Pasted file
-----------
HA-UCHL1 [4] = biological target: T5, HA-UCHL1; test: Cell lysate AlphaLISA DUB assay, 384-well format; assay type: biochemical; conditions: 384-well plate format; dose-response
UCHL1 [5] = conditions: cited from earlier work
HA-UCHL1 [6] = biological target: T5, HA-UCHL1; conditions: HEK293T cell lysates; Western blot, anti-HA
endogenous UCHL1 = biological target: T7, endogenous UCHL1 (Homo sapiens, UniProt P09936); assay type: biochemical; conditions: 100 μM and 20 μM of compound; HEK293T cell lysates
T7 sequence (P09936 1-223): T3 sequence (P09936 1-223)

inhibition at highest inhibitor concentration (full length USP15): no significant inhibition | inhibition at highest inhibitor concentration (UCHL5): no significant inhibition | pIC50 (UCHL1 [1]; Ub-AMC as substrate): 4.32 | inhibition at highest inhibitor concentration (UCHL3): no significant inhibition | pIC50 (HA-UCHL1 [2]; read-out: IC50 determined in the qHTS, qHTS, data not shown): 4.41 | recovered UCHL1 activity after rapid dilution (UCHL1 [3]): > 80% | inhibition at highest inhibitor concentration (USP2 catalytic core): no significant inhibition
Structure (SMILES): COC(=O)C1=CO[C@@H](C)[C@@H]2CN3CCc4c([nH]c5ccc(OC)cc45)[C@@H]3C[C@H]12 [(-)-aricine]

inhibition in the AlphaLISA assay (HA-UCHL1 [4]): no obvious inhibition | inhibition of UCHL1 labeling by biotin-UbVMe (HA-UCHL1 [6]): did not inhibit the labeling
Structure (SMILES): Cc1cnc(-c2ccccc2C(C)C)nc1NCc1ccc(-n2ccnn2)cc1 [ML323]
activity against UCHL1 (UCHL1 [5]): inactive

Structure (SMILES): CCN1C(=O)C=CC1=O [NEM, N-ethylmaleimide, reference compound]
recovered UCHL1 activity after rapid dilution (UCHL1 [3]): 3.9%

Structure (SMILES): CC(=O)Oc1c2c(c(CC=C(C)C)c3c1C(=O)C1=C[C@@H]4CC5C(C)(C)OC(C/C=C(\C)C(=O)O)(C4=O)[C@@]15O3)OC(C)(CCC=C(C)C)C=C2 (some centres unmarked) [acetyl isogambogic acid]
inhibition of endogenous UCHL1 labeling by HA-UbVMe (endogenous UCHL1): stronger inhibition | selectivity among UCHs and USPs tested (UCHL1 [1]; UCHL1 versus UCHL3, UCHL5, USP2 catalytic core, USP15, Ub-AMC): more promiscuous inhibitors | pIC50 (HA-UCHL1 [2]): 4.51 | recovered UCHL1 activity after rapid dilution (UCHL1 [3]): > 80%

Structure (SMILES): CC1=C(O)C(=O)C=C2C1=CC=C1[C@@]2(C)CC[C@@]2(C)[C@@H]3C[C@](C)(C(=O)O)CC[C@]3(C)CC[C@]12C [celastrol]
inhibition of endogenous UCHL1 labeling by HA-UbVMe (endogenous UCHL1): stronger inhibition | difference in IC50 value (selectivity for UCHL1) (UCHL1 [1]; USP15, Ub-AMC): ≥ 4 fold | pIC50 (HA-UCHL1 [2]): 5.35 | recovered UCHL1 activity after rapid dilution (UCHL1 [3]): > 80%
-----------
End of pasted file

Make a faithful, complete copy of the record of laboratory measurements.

HA-UCHL1 [4] = biological target: T5, HA-UCHL1; test: Cell lysate AlphaLISA DUB assay, 384-well format; assay type: biochemical; conditions: 384-well plate format; dose-response
UCHL1 [5] = conditions: cited from earlier work
HA-UCHL1 [6] = biological target: T5, HA-UCHL1; conditions: HEK293T cell lysates; Western blot, anti-HA
endogenous UCHL1 = biological target: T7, endogenous UCHL1 (Homo sapiens, UniProt P09936); assay type: biochemical; conditions: 100 μM and 20 μM of compound; HEK293T cell lysates
T7 sequence (P09936 1-223): T3 sequence (P09936 1-223)

inhibition at highest inhibitor concentration (full length USP15): no significant inhibition | inhibition at highest inhibitor concentration (UCHL5): no significant inhibition | pIC50 (UCHL1 [1]; Ub-AMC as substrate): 4.32 | inhibition at highest inhibitor concentration (UCHL3): no significant inhibition | pIC50 (HA-UCHL1 [2]; read-out: IC50 determined in the qHTS, qHTS, data not shown): 4.41 | recovered UCHL1 activity after rapid dilution (UCHL1 [3]): > 80% | inhibition at highest inhibitor concentration (USP2 catalytic core): no significant inhibition
Structure (SMILES): COC(=O)C1=CO[C@@H](C)[C@@H]2CN3CCc4c([nH]c5ccc(OC)cc45)[C@@H]3C[C@H]12 [(-)-aricine]

inhibition in the AlphaLISA assay (HA-UCHL1 [4]): no obvious inhibition | inhibition of UCHL1 labeling by biotin-UbVMe (HA-UCHL1 [6]): did not inhibit the labeling
Structure (SMILES): Cc1cnc(-c2ccccc2C(C)C)nc1NCc1ccc(-n2ccnn2)cc1 [ML323]
activity against UCHL1 (UCHL1 [5]): inactive

Structure (SMILES): CCN1C(=O)C=CC1=O [NEM, N-ethylmaleimide, reference compound]
recovered UCHL1 activity after rapid dilution (UCHL1 [3]): 3.9%

Structure (SMILES): CC(=O)Oc1c2c(c(CC=C(C)C)c3c1C(=O)C1=C[C@@H]4CC5C(C)(C)OC(C/C=C(\C)C(=O)O)(C4=O)[C@@]15O3)OC(C)(CCC=C(C)C)C=C2 (some centres unmarked) [acetyl isogambogic acid]
inhibition of endogenous UCHL1 labeling by HA-UbVMe (endogenous UCHL1): stronger inhibition | selectivity among UCHs and USPs tested (UCHL1 [1]; UCHL1 versus UCHL3, UCHL5, USP2 catalytic core, USP15, Ub-AMC): more promiscuous inhibitors | pIC50 (HA-UCHL1 [2]): 4.51 | recovered UCHL1 activity after rapid dilution (UCHL1 [3]): > 80%

Structure (SMILES): CC1=C(O)C(=O)C=C2C1=CC=C1[C@@]2(C)CC[C@@]2(C)[C@@H]3C[C@](C)(C(=O)O)CC[C@]3(C)CC[C@]12C [celastrol]
inhibition of endogenous UCHL1 labeling by HA-UbVMe (endogenous UCHL1): stronger inhibition | difference in IC50 value (selectivity for UCHL1) (UCHL1 [1]; USP15, Ub-AMC): ≥ 4 fold | pIC50 (HA-UCHL1 [2]): 5.35 | recovered UCHL1 activity after rapid dilution (UCHL1 [3]): > 80%